By Charles Boehm
Bethesda, Md. resident and Olney Rangers standout Gedion Zelalem has signed a professional contract with English Premier League heavyweights Arsenal FC, according to multiple reports over the past week.
Earlier this month Zelalem spent almost two weeks training at the London club’s youth academy and while an Arsenal official last week told the Washington Post that he’s not yet been offered a contract, Zelalem himself confirmed that a deal has been reached via his facebook and twitter pages. On Monday, Arsenal fan blog Young Guns also reported that Zelalem will sign with the club when he turns 16 in January of 2013.
A playmaker with silky skills beyond his 14 years, Zelalem is of Ethiopian descent but was born in Germany, where his father sought asylum in 1990. The family moved to Maryland five years ago, where Gedion also spent time in the Potomac Soccer Association and Real Maryland FC systems before becoming a key cog in the talented Rangers side that reached the Under-15 boys final of the U.S. Youth Soccer Region 1 Championships in Lancaster, Penn. last month.
Coach Matt Pilkington’s team lost a 4-3 overtime heartbreaker to New Jersey-based side SDFC Gauchos on that occasion, but their quality was unmistakable and eight members of the squad were invited to a national pool camp, including Zelalem.
But now it seems that even bigger things are in store for the 1997-age midfielder.
“He’s a very talented player…He’s got a few options going forward,” Pilkington told Potomac Soccer Wire. “He’s getting a lot of interest from scouts all over Europe. The Arsenal scouts have been to see him a bunch of times and decided to take him over for a 10-day trial with their academy.”
Former Arsenal player Danny Karbassiyoon, who now leads the club’s North American scouting operation, has been eyeing Zelalem for some time. He eventually prompted the attention of Steve Morrow, a retired Arsenal star who played and coached for MLS club FC Dallas before moving back to London to oversee Arsenal’s international partnerships and scouting network.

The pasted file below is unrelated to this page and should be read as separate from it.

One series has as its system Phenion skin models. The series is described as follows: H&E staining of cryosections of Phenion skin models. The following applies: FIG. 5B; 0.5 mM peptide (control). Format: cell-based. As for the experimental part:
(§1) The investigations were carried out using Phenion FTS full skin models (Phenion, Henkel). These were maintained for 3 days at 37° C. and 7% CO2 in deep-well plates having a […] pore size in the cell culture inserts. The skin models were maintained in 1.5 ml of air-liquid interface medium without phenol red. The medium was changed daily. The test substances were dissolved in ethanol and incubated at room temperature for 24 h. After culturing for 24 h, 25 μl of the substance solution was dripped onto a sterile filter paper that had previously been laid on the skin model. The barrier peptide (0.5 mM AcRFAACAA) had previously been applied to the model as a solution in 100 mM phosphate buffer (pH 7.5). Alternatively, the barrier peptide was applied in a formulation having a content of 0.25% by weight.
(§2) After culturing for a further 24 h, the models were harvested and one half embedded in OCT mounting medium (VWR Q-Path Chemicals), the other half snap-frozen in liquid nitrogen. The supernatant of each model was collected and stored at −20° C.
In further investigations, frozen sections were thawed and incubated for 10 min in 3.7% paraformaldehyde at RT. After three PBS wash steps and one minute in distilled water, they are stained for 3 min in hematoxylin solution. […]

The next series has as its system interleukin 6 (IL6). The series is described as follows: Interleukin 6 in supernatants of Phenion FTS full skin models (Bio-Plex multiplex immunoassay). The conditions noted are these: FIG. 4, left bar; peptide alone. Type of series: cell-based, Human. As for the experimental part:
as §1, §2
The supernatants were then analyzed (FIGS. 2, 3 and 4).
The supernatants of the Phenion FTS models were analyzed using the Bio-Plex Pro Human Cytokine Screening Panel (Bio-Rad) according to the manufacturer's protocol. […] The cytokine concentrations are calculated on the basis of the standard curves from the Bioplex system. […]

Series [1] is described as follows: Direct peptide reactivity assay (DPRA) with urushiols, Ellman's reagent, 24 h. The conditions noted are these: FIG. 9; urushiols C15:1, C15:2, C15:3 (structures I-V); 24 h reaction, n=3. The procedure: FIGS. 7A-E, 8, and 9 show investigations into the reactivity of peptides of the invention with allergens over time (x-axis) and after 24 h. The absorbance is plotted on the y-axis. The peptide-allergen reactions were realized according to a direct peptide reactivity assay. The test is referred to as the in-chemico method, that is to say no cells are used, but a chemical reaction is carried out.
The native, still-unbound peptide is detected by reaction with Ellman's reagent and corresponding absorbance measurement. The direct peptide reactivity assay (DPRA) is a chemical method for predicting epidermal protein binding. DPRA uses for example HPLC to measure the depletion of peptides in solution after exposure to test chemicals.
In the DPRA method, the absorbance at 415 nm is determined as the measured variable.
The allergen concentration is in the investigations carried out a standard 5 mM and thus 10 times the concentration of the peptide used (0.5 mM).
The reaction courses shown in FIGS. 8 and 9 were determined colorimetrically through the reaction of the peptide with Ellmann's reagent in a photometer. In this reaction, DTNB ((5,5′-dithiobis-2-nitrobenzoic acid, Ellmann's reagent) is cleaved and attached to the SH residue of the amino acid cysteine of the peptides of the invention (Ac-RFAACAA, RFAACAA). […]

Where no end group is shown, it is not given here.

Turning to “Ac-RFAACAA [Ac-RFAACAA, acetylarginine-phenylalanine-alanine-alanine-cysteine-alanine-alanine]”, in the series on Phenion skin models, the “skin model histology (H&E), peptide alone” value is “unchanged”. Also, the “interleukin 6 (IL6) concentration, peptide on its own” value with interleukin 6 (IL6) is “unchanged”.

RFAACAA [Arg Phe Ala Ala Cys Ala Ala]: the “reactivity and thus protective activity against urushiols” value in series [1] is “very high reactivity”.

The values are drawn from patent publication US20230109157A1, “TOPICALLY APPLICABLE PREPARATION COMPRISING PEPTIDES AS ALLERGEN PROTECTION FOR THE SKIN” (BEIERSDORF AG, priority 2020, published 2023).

“Danny saw [Zelalem] a few times up in the D.C. area, and then he went down to Richmond and guested with a team down there when Steve Morrow was in town [for the Jefferson Cup in March],” explained Pilkington, an Englishman who starred at George Washington University during his college career. “And then we went to Dallas Cup and he watched three or four of his games, so they’ve seen him a bunch.”
Clearly his club coach believes Zelalem has all the tools to succeed at the highest level. Keen to maximize his young star’s abilities, Pilkington has arranged Rangers in a sophisticated tactical formation for their age group, using Zelalem in the same way that European champions FC Barcelona utilize Spanish international Xavi Hernandez.
“We kind of play a similar shape to Barcelona, a 4-5-1 that becomes a 4-3-3,” said Pilkington, who also praised Rangers’ Jeremy Ebobisse and Bruno Scodari after their Region 1 tourney run. “It’s an attacking formation for the most part. It just allows us to play attractive, fast soccer, on the ground, lots of passing, lots of moving. [Zelalem] plays in the more advanced [midield] role – very creative, great vision, very skillful. He has a lot of ability.”
U.S. National Team fans will be disappointed to hear that Gedion’s father, Zelalem Woldyes, is eager for his son to represent Germany, the country of his birth, at international level. Gedion is fluent in German and Woldyes remains deeply grateful to the European nation for welcoming him two decades ago.
But he would face a tough fight for a place in the German federation’s recently revamped youth system – so there may well be further twists in this tale.